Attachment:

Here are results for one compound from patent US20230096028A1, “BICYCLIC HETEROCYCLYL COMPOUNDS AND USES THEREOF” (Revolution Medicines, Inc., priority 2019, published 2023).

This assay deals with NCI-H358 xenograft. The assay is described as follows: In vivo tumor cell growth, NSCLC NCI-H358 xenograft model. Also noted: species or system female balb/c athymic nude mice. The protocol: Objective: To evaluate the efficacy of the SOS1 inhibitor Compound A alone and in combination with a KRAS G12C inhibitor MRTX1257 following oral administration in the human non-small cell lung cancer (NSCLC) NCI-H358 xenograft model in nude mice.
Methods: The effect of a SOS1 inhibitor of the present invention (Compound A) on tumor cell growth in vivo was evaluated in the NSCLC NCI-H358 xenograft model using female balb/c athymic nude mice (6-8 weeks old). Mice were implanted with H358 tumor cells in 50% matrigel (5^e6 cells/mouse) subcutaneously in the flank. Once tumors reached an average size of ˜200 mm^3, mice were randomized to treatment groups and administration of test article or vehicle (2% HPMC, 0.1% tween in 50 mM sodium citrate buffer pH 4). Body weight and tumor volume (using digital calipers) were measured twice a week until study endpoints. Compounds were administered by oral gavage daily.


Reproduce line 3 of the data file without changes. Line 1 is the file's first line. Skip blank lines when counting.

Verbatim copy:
Methods: The effect of a SOS1 inhibitor of the present invention (Compound A) on tumor cell growth in vivo was evaluated in the NSCLC NCI-H358 xenograft model using female balb/c athymic nude mice (6-8 weeks old). Mice were implanted with H358 tumor cells in 50% matrigel (5^e6 cells/mouse) subcutaneously in the flank. Once tumors reached an average size of ˜200 mm^3, mice were randomized to treatment groups and administration of test article or vehicle (2% HPMC, 0.1% tween in 50 mM sodium citrate buffer pH 4). Body weight and tumor volume (using digital calipers) were measured twice a week until study endpoints. Compounds were administered by oral gavage daily.